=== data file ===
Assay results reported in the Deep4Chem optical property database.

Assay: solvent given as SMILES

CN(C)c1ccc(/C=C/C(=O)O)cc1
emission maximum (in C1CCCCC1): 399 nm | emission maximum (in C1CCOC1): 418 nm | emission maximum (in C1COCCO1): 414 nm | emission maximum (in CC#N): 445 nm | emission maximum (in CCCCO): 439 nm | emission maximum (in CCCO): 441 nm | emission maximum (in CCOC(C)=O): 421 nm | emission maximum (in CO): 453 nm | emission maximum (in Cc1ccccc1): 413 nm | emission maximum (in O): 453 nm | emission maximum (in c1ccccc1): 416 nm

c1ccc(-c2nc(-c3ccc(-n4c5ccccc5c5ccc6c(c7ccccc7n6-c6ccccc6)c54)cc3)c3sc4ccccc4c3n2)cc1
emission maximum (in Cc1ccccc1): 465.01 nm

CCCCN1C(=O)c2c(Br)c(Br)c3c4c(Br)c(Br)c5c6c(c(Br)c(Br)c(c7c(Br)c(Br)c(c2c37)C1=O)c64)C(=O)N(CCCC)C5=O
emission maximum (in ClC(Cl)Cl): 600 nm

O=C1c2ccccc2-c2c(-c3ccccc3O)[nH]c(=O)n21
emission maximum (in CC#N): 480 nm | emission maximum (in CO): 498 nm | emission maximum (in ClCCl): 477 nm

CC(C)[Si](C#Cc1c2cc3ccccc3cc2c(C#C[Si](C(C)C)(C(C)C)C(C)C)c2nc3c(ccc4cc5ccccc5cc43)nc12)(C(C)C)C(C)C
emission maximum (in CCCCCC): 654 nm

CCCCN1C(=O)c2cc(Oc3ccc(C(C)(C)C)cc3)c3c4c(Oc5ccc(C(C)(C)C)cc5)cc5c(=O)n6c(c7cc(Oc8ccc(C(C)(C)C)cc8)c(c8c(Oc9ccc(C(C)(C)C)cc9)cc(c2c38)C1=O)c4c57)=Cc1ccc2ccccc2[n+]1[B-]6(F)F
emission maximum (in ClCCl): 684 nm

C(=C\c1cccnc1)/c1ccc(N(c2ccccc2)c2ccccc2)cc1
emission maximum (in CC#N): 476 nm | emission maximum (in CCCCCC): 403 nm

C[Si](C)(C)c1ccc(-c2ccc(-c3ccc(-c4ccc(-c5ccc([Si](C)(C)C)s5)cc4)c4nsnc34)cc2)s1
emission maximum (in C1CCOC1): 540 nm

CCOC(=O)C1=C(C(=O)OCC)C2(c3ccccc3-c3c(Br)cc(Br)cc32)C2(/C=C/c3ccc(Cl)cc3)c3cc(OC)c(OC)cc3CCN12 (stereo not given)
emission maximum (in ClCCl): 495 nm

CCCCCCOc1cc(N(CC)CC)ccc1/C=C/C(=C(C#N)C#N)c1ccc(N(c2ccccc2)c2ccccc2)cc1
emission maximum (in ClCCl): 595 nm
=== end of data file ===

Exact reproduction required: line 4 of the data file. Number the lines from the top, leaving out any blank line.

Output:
emission maximum (in C1CCCCC1): 399 nm | emission maximum (in C1CCOC1): 418 nm | emission maximum (in C1COCCO1): 414 nm | emission maximum (in CC#N): 445 nm | emission maximum (in CCCCO): 439 nm | emission maximum (in CCCO): 441 nm | emission maximum (in CCOC(C)=O): 421 nm | emission maximum (in CO): 453 nm | emission maximum (in Cc1ccccc1): 413 nm | emission maximum (in O): 453 nm | emission maximum (in c1ccccc1): 416 nm